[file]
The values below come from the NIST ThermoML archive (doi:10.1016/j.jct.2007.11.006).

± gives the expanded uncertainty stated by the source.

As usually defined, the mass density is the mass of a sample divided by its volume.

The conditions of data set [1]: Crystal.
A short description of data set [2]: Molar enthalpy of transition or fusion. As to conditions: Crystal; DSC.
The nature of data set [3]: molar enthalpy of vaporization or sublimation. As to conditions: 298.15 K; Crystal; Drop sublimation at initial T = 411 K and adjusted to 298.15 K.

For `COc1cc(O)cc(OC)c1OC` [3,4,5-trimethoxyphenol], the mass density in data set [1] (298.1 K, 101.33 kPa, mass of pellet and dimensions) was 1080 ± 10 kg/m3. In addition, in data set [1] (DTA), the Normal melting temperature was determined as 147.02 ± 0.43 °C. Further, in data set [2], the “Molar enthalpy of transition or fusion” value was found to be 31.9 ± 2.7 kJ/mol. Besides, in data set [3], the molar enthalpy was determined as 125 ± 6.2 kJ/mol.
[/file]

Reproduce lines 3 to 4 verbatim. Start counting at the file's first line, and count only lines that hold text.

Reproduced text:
As usually defined, the mass density is the mass of a sample divided by its volume.

The conditions of data set [1]: Crystal.